The playbook is changing
And if you’re like so many authors I’ve talked with lately, you can feel it.
If you’re following the traditionally published route, you’ve probably been told the path to success is: write a great book, craft a killer query letter, land an agent, get a deal, then launch your book to critical acclaim (with your publisher’s support, of course).
If you’re following the indie path, you’ve probably been told that readers will start pouring in if you write awesome books at a fast enough pace — while mastering social media and reinvesting your royalties into advertising.
But no matter what path you’re on — on intending to take — every author is facing the same uncomfortable truth.
The playbooks that helped authors find success five, ten, or twenty years ago are obsolete today.
And the playbooks that are working this year (Kickstarter, Patreon, viral TikTok dances) will become obsolete even faster.
We can blame reader attention spans, or e-readers, or publisher consolidation, or AI — but pointing fingers doesn’t get us any closer to having a satisfying author career.
And I believe there’s plenty to get excited about.
Because even as the “standard” publishing roadmap becomes a confusing jumble of mixed messages, one line remains crystal clear.
Have you met our pal The Void?
An author friend asked me something over coffee recently, and I haven’t been able to stop thinking about it.
“Does it ever feel like you’re just flinging words into the void?”
I mean, yeah.
Sometimes it does. And I don’t think I’m alone in feeling like I’m flinging words into the void…
The void of agent and editor inboxes. The void of Kindle Unlimited. The void of Twitter and TikTok and blog posts.
We’re all flinging words out there — and not just any words, either! Words we’re proud of, that are written from the heart.
Let’s face it — most of us got into writing because we loved it so much. We’d do it even if we never got the big deal contracts and successes a lot of us hope for.
Writing is awesome.
It’s the publishing process that can be a soul killer.
Enough of that!
I keep hearing from authors who are worn down to the bone from flinging words into the uncaring void. I’ve heard from those who are on the edge of giving up, exhausted by and resentful of the thing that once brought them joy.
You send out a newsletter and get a response from someone who says they just bought your book and are excited to read it.
You get a review from a reader who can’t wait for the next book.
A stranger on social media tags you to with a photo of your book sitting next to your hero’s book on their self-help shelf.
You get a text from a writer friend congratulating you on your launch, and saying they shared your book in their newsletter.
Your words aren’t vanishing into the void — they’re landing. They’re connecting with the people that need them.
You’ve forged strong bonds with your readers.
That, my friend, is the part of the author playbook that still leads to success — even as the rest of the tactics start to crumble.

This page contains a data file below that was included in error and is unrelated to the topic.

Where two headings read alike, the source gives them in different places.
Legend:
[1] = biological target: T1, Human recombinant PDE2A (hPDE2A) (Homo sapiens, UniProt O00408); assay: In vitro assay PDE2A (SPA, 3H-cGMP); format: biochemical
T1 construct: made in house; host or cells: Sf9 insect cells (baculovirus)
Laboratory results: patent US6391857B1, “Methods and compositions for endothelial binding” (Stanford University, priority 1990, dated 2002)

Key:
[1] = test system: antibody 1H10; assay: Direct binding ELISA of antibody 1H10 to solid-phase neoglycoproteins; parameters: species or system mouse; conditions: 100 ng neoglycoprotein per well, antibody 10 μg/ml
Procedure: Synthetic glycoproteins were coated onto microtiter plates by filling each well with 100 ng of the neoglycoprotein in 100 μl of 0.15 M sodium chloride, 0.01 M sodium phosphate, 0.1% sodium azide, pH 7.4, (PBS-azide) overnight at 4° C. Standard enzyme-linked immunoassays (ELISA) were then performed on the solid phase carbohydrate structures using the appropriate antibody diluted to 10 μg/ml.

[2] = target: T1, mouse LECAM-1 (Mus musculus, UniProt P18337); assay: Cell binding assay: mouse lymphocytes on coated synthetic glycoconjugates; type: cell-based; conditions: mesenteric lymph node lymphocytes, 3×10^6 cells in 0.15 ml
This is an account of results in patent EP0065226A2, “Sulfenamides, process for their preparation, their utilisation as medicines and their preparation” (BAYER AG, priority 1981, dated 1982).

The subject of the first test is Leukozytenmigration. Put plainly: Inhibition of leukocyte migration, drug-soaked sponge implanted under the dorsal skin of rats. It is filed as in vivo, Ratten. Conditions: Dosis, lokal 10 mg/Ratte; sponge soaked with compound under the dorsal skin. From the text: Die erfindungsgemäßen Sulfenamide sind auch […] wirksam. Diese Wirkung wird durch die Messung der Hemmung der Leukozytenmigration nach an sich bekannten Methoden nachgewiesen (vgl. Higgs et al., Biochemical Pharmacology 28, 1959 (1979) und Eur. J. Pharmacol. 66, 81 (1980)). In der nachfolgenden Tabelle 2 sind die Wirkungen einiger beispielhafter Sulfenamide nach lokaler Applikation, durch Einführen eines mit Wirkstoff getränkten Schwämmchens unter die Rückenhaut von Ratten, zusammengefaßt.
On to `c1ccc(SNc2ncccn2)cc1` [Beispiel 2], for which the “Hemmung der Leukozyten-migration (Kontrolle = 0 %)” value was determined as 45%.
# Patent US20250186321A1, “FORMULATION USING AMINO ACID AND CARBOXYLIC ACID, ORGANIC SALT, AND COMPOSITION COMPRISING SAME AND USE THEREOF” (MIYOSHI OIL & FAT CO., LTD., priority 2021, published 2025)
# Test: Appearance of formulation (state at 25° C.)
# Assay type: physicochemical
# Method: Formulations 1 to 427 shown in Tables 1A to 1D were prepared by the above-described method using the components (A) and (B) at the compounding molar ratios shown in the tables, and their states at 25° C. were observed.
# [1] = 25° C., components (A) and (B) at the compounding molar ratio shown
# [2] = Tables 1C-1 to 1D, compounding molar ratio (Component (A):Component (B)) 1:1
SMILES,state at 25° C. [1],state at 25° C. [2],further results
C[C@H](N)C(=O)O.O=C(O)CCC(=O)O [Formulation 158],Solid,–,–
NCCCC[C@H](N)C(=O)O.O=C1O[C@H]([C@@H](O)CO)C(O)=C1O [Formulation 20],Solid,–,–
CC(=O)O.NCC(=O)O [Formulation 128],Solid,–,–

That’s what we’re talking about.
A unique conference with a single focus…
…and a secret ulterior motive.
Forging direct connections with readers is one of two most important things I’ve done over my author career.
(We’ll talk about Thing Two in a sec.)
You’ve probably heard of the 80/20 Principle, or Pareto’s Principle, that the majority of the results you want will come from a surprisingly small percentage of the actions you take.
In his book, The One Thing, Gary Keller challenges us to go farther. To identify the top 20 percent of the 20 percent — and then the top 20% of that.
In other words, the One Thing that moves the needle the most in the Hundred Things you could be doing.
“There will always be just a few things that matter more than the rest,” he writes, “and out of those, one will matter most. Internalizing this concept is like being handed a magic compass.”
Connecting with readers is the 20% of the 20% of the 20% of the work that brings results — which is awesome, because it’s also the most satisfying part.
And that’s why the Author Alchemy Summit is structured around a single question:
“How can we connect directly with our readers?”
We’ll explore that question in terms of:
- sales channels (e.g. direct sales, publishing wide, Kickstarter, in-person events, bookstores)
- communication channels (e.g. newsletter, Patreon, podcast, social media, video)
- author persona (e.g. branding, online presence, reader-facing vibe)
- craft (e.g. themes, subject, character development, genre)
We’re asking this One Question not just because it’ll help us make more sales, or grow our audiences — though of course it will. But that’s not the only reason.
My secret ulterior motive?
(Insert villain cackle here.)
To help us all find more joy.
Why did you get started writing? Because you loved telling stories? You got satisfaction out of helping others? You appreciated the way writing helped you clarify your thoughts?
Follow up question: What currently gives you the most joy in the writing process?
I bet it’s still the same things that got you into it. Not just because it’s satisfying to nail a character arc or philosophical argument.
Those parts of the writing process are also the parts you have the most control over.
And if you’re like most authors I talk to, the things tarnishing that joy are the things you can’t control.
The agent-query grind.
The rapid-release grind.
The social media grind.
It can feel like the success of your author career (however you define that) is at the mercy of things you can’t control — but that doesn’t have to be the case.
You can create a resilient, joyful career instead by focusing on the things you can control:
Building those connections with readers we were just talking about, and building Thing Two, which I teased earlier…
Your network with other authors.
That, friend, is what we’re doing here.